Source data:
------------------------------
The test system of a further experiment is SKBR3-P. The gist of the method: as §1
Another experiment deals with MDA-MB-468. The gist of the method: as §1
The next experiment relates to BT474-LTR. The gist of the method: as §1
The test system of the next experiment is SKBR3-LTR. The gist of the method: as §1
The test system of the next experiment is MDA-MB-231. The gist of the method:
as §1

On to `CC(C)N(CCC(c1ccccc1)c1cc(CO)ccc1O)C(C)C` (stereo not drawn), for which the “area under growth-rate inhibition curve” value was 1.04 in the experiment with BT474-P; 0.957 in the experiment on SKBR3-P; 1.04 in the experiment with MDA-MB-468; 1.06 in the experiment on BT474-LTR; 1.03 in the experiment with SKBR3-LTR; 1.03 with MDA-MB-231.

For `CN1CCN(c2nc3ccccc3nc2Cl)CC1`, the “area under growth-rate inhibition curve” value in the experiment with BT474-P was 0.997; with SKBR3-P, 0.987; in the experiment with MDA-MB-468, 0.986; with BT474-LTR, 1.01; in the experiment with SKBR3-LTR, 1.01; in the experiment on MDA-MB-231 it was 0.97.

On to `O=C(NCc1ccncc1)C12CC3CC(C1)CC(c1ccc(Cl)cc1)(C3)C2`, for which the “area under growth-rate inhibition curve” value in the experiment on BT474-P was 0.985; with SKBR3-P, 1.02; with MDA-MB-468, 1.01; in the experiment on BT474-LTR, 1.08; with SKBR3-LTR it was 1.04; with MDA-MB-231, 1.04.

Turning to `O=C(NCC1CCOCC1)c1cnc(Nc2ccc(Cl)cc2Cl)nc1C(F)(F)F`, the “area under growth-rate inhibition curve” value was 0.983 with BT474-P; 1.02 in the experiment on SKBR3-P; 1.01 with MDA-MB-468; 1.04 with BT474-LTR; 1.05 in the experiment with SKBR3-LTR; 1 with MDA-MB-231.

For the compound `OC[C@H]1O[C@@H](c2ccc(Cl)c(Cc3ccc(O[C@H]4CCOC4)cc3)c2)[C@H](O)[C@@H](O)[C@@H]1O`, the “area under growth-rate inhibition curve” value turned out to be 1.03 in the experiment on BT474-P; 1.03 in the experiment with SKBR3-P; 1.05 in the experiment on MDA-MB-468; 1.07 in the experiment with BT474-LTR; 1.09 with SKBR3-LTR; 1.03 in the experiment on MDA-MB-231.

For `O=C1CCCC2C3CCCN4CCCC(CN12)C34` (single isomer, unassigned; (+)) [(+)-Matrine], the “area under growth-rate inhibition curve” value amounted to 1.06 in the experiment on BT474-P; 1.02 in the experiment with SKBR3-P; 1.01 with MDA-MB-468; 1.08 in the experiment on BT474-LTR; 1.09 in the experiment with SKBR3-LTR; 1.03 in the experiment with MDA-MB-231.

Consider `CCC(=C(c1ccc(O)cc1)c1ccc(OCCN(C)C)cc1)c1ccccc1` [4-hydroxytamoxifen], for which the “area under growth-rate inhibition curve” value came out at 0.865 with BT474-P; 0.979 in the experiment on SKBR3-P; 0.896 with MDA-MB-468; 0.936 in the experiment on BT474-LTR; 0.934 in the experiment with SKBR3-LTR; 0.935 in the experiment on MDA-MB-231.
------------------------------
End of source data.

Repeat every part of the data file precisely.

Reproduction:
The test system of a further experiment is SKBR3-P. The gist of the method: as §1
Another experiment deals with MDA-MB-468. The gist of the method: as §1
The next experiment relates to BT474-LTR. The gist of the method: as §1
The test system of the next experiment is SKBR3-LTR. The gist of the method: as §1
The test system of the next experiment is MDA-MB-231. The gist of the method:
as §1

On to `CC(C)N(CCC(c1ccccc1)c1cc(CO)ccc1O)C(C)C` (stereo not drawn), for which the “area under growth-rate inhibition curve” value was 1.04 in the experiment with BT474-P; 0.957 in the experiment on SKBR3-P; 1.04 in the experiment with MDA-MB-468; 1.06 in the experiment on BT474-LTR; 1.03 in the experiment with SKBR3-LTR; 1.03 with MDA-MB-231.

For `CN1CCN(c2nc3ccccc3nc2Cl)CC1`, the “area under growth-rate inhibition curve” value in the experiment with BT474-P was 0.997; with SKBR3-P, 0.987; in the experiment with MDA-MB-468, 0.986; with BT474-LTR, 1.01; in the experiment with SKBR3-LTR, 1.01; in the experiment on MDA-MB-231 it was 0.97.

On to `O=C(NCc1ccncc1)C12CC3CC(C1)CC(c1ccc(Cl)cc1)(C3)C2`, for which the “area under growth-rate inhibition curve” value in the experiment on BT474-P was 0.985; with SKBR3-P, 1.02; with MDA-MB-468, 1.01; in the experiment on BT474-LTR, 1.08; with SKBR3-LTR it was 1.04; with MDA-MB-231, 1.04.

Turning to `O=C(NCC1CCOCC1)c1cnc(Nc2ccc(Cl)cc2Cl)nc1C(F)(F)F`, the “area under growth-rate inhibition curve” value was 0.983 with BT474-P; 1.02 in the experiment on SKBR3-P; 1.01 with MDA-MB-468; 1.04 with BT474-LTR; 1.05 in the experiment with SKBR3-LTR; 1 with MDA-MB-231.

For the compound `OC[C@H]1O[C@@H](c2ccc(Cl)c(Cc3ccc(O[C@H]4CCOC4)cc3)c2)[C@H](O)[C@@H](O)[C@@H]1O`, the “area under growth-rate inhibition curve” value turned out to be 1.03 in the experiment on BT474-P; 1.03 in the experiment with SKBR3-P; 1.05 in the experiment on MDA-MB-468; 1.07 in the experiment with BT474-LTR; 1.09 with SKBR3-LTR; 1.03 in the experiment on MDA-MB-231.

For `O=C1CCCC2C3CCCN4CCCC(CN12)C34` (single isomer, unassigned; (+)) [(+)-Matrine], the “area under growth-rate inhibition curve” value amounted to 1.06 in the experiment on BT474-P; 1.02 in the experiment with SKBR3-P; 1.01 with MDA-MB-468; 1.08 in the experiment on BT474-LTR; 1.09 in the experiment with SKBR3-LTR; 1.03 in the experiment with MDA-MB-231.

Consider `CCC(=C(c1ccc(O)cc1)c1ccc(OCCN(C)C)cc1)c1ccccc1` [4-hydroxytamoxifen], for which the “area under growth-rate inhibition curve” value came out at 0.865 with BT474-P; 0.979 in the experiment on SKBR3-P; 0.896 with MDA-MB-468; 0.936 in the experiment on BT474-LTR; 0.934 in the experiment with SKBR3-LTR; 0.935 in the experiment on MDA-MB-231.